All kids have different temperaments and personalities some are very confident and adventurous, while others may be slow to warm up or inhibited. A child who is inhibited socially may withdraw or talk less in social situations, attempt to avoid environments that heighten their anxiety or feel anxious in unfamiliar settings. Over time, some kids feel more confident socially and learn ways to cope with experiences they find challenging. If your child’s shyness is impacting on their ability to interact with peers, here are some ways that may gently support your child to be more socially confident.
Tell them that it’s okay to feel shy
Validate your child’s feelings. Tell them that it’s okay to feel shy and that all kids (and even adults!) can feel shy at times. What they are feeling can be a normal part of growing up. A child who feels like there is something wrong with them is less likely to approach social situations with confidence. When a child feels accepted and loved for who they are, they are in a better position to learn ways to overcome their shyness.
Role model and practice social skills
Your child may feel particularly shy in unfamiliar environments – for example, a birthday party or starting a new year at kindergarten/school. They may cling to you, watch kids instead of playing with them or withdraw when peers approach. Support your child by practicing with them what they can do in social situations. Some children can feel overwhelmed when faced with the idea of socialising with peers; however, practicing what they can say and do can take some of the stress away from interacting with peers. This may be different for each child and also depends on your child’s age, developmental level and the areas where they lack confidence. For example, if your child hides behind your leg in social situations, role model at home how to greet peers or initiate/enter play – ask “can I play?”. Use everyday social situations to practice these skills.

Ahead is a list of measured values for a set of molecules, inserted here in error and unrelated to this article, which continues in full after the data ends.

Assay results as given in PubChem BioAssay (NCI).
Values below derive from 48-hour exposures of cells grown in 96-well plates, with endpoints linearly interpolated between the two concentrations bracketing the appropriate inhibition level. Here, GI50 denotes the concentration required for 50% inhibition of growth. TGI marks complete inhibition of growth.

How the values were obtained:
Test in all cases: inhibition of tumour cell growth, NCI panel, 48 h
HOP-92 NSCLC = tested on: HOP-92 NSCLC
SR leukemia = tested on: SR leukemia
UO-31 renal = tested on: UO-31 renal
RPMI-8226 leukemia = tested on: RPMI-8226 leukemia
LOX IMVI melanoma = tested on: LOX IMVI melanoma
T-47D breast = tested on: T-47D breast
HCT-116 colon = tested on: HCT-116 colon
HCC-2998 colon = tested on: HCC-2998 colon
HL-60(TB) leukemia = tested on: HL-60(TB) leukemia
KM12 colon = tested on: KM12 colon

Build confidence through encouragement and praise
Children generally respond well to praise. Hearing that they have done something well and made you proud can be a great motivator and can boost their confidence. When you see your socially shy child demonstrate something that you have been rehearsing at home (e.g. greet a peer), take the time to notice and praise them for it. Remember that change takes time. For a child who is shy, they may not suddenly jump from avoiding social situations to being the life of the party – that may not be who they are anyway! Remember to reinforce the positive steps that they do make.
Speak positively around them
Kids are great listeners and can be quite switched on to what their parents say about them. Be mindful of the words that you speak in front of them, especially if people comment that they are shy or look like they lack confidence. Make an effort to comment in such a way that focuses on your child’s strengths and tells your child that there is nothing to feel ashamed of.
Organise activities to develop social skills
Giving your child the opportunity to develop their social skills in small groups and in an environment where they feel most comfortable can be helpful. Having peers come over can support their development of friendships, and for the older child can enhance their sense of identity and self-esteem. For a younger child, play dates with kids of a similar age with activities where your child can take the lead or knows well, can help them to play and communicate with peers better.
While it is normal to experience some level of shyness at times, when your child’s shyness is substantially interfering with their ability to function independently (e.g. playing with peers, attending kindergarten, school or when they feel anxious separating from you), it may be beneficial to seek support. It is also important to remember that as everyone is different, not all kids are naturally loud and outgoing and that is okay. Approach your shy child with the aim of developing their skills so that they can be the best they can be, and without a pressure to perform. If you require support in this area, please contact Kids At Max on 03 9702 4447.
Written by Kids At Max – Psychologist